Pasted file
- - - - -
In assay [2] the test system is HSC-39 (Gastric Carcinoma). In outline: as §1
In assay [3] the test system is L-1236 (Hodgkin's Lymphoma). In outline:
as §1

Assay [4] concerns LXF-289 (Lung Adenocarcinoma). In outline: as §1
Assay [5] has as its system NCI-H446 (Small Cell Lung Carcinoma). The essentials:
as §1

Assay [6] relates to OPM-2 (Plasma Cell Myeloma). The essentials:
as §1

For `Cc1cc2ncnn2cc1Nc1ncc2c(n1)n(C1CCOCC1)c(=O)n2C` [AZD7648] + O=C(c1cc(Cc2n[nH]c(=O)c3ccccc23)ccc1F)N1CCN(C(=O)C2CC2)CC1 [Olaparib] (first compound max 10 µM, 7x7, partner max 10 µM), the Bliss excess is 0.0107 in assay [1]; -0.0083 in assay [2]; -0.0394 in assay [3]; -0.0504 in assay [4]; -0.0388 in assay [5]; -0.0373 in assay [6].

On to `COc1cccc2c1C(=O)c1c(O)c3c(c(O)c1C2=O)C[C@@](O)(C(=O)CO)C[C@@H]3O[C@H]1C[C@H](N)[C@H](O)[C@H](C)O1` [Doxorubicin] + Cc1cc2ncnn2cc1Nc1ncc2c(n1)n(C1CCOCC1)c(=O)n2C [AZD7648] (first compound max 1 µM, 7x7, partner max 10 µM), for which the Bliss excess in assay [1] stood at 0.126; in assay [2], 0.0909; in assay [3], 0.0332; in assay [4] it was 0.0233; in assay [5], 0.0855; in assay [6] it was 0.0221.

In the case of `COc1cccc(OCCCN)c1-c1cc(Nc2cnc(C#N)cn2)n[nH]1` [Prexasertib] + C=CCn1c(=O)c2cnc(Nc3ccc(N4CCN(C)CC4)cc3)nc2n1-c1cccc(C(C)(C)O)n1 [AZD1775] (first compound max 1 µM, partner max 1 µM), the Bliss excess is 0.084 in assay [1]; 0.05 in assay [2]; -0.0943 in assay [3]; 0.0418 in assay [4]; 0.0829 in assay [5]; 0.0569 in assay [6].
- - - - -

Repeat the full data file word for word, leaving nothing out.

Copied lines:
In assay [2] the test system is HSC-39 (Gastric Carcinoma). In outline: as §1
In assay [3] the test system is L-1236 (Hodgkin's Lymphoma). In outline:
as §1

Assay [4] concerns LXF-289 (Lung Adenocarcinoma). In outline: as §1
Assay [5] has as its system NCI-H446 (Small Cell Lung Carcinoma). The essentials:
as §1

Assay [6] relates to OPM-2 (Plasma Cell Myeloma). The essentials:
as §1

For `Cc1cc2ncnn2cc1Nc1ncc2c(n1)n(C1CCOCC1)c(=O)n2C` [AZD7648] + O=C(c1cc(Cc2n[nH]c(=O)c3ccccc23)ccc1F)N1CCN(C(=O)C2CC2)CC1 [Olaparib] (first compound max 10 µM, 7x7, partner max 10 µM), the Bliss excess is 0.0107 in assay [1]; -0.0083 in assay [2]; -0.0394 in assay [3]; -0.0504 in assay [4]; -0.0388 in assay [5]; -0.0373 in assay [6].

On to `COc1cccc2c1C(=O)c1c(O)c3c(c(O)c1C2=O)C[C@@](O)(C(=O)CO)C[C@@H]3O[C@H]1C[C@H](N)[C@H](O)[C@H](C)O1` [Doxorubicin] + Cc1cc2ncnn2cc1Nc1ncc2c(n1)n(C1CCOCC1)c(=O)n2C [AZD7648] (first compound max 1 µM, 7x7, partner max 10 µM), for which the Bliss excess in assay [1] stood at 0.126; in assay [2], 0.0909; in assay [3], 0.0332; in assay [4] it was 0.0233; in assay [5], 0.0855; in assay [6] it was 0.0221.

In the case of `COc1cccc(OCCCN)c1-c1cc(Nc2cnc(C#N)cn2)n[nH]1` [Prexasertib] + C=CCn1c(=O)c2cnc(Nc3ccc(N4CCN(C)CC4)cc3)nc2n1-c1cccc(C(C)(C)O)n1 [AZD1775] (first compound max 1 µM, partner max 1 µM), the Bliss excess is 0.084 in assay [1]; 0.05 in assay [2]; -0.0943 in assay [3]; 0.0418 in assay [4]; 0.0829 in assay [5]; 0.0569 in assay [6].